More and more people use computers and other electronic devices to gain information. Therefore, there is no need to use print books, magazines or newspaper. To what extent do you agree or disagree?
Merely twenty years ago, experts from “Wired” magazine made a prediction that people would not give up printed books and resort to a small screen to read. Today, many traditional bookstores barely survive. It seems everyone uses computers and smartphones to learn about the events happening in the world. Have electronic devices tolled death knell for traditional books and magazines? It is a battle not nearing the end yet.
Admittedly, technology has gained an upper hand to some degree. Most importantly, the capacity is limitless. Wikipedia, for example, contains a wide variety of topics and knowledge that no encyclopedia could ever be mentioned in the same breath. Also, with a search engine or Ctrl+F, information on digital gadgets can be searched, located and retrieved within seconds. Just compare time spent on traditional dictionaries and e-dictionaries when you look up new words. Another significant advantage of the cyberworld is that information updates quickly. It takes at least several hours for the most responsive newspapers to report the latest stories. However, at the very minute a critical football match finishes, the smartphone will push a notification automatically, telling the final result of the match and each player’s performance.
Given these advantages, some people claim there is no need for traditional reading materials. Throughout history, humans have tried to read on stones, bones, bamboo and silk. Now it is high time to say goodbye to paper. However, this is arrogant if we take some minority groups into consideration. Not everyone is conditioned into using electronic equipment. Many people would be alienated from society if the use of printed books is to be terminated immediately. Elders, who are in large part slow learners, cannot read comfortably or access information efficiently on electronic devices, for the reason that they are not familiar with intelligent machines. Also, their vision tends to get poor during the process of aging. It is not easy for them to read small characters on a tiny shiny screen for a long time. Disadvantaged people in underdeveloped areas are also in need of traditional books. Computers and ipads may have been here to stay in Shanghai or New York, but in some poverty-stricken communities, these new inventions are still a luxury or rarity. Books in this case are still the precious source of information and knowledge, which should not be deprived.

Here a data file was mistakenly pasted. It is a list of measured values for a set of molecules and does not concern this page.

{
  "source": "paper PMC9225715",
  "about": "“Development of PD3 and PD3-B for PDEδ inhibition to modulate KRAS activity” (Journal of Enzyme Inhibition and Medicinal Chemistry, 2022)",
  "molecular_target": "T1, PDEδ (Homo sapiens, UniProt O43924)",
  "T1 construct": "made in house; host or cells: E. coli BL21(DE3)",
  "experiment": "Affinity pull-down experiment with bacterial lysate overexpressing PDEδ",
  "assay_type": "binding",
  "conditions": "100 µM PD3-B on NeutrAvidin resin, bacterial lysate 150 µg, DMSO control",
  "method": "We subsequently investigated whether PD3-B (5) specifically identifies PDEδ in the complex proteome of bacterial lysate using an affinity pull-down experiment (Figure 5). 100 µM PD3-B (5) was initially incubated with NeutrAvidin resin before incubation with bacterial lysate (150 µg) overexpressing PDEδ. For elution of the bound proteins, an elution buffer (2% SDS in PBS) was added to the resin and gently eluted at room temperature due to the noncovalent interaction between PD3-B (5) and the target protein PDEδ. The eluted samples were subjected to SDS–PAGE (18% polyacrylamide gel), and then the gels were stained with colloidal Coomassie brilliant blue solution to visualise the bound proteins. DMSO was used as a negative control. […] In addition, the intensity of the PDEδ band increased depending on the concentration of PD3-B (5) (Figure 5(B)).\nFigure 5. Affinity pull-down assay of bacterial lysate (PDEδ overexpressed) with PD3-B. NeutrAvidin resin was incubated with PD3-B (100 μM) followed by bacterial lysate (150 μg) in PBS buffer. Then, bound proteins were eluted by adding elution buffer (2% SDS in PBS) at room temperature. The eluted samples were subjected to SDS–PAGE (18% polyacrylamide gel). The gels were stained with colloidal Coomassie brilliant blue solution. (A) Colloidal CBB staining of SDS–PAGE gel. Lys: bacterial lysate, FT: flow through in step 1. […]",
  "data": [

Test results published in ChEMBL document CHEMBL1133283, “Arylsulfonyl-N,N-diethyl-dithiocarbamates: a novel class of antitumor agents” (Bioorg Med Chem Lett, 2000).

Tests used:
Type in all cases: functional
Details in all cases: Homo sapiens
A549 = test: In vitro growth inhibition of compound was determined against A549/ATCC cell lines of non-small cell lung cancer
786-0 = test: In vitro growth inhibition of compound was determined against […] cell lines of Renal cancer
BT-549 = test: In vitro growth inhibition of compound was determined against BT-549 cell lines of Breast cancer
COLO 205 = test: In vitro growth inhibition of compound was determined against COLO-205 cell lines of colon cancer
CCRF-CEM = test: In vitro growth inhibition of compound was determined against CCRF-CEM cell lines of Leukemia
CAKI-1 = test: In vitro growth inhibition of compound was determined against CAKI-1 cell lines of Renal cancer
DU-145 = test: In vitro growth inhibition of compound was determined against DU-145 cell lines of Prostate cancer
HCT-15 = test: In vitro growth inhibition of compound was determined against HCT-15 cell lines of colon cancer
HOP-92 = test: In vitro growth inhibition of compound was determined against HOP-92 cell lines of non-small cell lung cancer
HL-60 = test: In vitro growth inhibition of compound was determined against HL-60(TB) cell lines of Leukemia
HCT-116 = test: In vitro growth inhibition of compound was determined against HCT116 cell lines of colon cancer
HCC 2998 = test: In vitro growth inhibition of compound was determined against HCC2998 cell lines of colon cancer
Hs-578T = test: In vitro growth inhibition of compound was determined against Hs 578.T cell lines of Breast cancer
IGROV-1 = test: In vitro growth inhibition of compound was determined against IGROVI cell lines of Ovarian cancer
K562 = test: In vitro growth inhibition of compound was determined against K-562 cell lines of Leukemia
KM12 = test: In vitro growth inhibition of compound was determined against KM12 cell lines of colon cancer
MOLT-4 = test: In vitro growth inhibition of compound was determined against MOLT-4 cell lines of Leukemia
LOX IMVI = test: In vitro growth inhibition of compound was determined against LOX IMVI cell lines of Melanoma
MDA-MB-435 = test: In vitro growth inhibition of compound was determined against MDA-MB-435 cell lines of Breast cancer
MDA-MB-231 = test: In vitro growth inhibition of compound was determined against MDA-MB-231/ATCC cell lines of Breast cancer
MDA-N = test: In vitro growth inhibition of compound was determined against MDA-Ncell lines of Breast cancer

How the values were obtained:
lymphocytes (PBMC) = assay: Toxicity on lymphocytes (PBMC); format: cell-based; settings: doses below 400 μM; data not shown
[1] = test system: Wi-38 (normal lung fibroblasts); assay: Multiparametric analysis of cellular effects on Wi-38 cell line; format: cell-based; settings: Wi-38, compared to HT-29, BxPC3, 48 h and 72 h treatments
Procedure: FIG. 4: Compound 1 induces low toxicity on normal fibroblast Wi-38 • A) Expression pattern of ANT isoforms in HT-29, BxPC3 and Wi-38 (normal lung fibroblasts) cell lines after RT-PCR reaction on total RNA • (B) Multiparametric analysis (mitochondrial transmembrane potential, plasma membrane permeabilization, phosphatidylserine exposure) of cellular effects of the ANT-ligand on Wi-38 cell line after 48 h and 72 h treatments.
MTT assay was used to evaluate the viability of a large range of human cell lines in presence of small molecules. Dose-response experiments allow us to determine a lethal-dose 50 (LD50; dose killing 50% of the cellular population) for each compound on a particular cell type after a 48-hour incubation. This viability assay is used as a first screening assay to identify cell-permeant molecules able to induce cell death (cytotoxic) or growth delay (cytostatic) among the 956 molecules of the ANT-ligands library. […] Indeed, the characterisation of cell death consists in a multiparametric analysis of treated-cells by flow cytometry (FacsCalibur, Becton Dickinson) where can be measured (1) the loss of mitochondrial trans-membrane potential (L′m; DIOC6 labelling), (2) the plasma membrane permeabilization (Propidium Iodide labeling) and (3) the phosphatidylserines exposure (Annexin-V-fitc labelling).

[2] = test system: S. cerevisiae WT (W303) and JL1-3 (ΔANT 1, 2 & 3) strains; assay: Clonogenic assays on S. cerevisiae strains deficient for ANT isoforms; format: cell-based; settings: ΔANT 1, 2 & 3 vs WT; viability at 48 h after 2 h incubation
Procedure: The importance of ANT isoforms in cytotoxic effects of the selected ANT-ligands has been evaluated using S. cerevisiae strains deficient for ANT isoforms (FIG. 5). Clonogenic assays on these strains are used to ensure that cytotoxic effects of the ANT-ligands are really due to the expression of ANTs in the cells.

In a nutshell, reading is convenient and efficient with the presence of some new technologies, but still, it is not time yet to make printed books history.